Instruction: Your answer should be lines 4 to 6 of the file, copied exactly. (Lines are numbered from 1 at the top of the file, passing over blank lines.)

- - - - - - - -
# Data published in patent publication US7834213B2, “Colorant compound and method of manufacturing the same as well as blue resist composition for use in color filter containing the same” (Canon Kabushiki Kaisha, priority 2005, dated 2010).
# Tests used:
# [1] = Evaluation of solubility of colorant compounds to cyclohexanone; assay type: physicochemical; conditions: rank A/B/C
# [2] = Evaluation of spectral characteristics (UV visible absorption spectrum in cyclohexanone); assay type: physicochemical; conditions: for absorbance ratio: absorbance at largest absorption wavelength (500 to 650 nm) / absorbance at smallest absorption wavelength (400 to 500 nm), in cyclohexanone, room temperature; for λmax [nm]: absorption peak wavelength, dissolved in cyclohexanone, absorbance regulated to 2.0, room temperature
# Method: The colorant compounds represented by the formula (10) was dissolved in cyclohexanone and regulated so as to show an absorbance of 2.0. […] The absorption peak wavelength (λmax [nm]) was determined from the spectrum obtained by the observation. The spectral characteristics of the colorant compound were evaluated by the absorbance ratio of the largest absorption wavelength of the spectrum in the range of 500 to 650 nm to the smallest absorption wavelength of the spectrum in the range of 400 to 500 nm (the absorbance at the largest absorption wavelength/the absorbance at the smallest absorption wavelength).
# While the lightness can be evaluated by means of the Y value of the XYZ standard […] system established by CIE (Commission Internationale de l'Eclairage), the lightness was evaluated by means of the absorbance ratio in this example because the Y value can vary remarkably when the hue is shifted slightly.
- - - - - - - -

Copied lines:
# [2] = Evaluation of spectral characteristics (UV visible absorption spectrum in cyclohexanone); assay type: physicochemical; conditions: for absorbance ratio: absorbance at largest absorption wavelength (500 to 650 nm) / absorbance at smallest absorption wavelength (400 to 500 nm), in cyclohexanone, room temperature; for λmax [nm]: absorption peak wavelength, dissolved in cyclohexanone, absorbance regulated to 2.0, room temperature
# Method: The colorant compounds represented by the formula (10) was dissolved in cyclohexanone and regulated so as to show an absorbance of 2.0. […] The absorption peak wavelength (λmax [nm]) was determined from the spectrum obtained by the observation. The spectral characteristics of the colorant compound were evaluated by the absorbance ratio of the largest absorption wavelength of the spectrum in the range of 500 to 650 nm to the smallest absorption wavelength of the spectrum in the range of 400 to 500 nm (the absorbance at the largest absorption wavelength/the absorbance at the smallest absorption wavelength).
# While the lightness can be evaluated by means of the Y value of the XYZ standard […] system established by CIE (Commission Internationale de l'Eclairage), the lightness was evaluated by means of the absorbance ratio in this example because the Y value can vary remarkably when the hue is shifted slightly.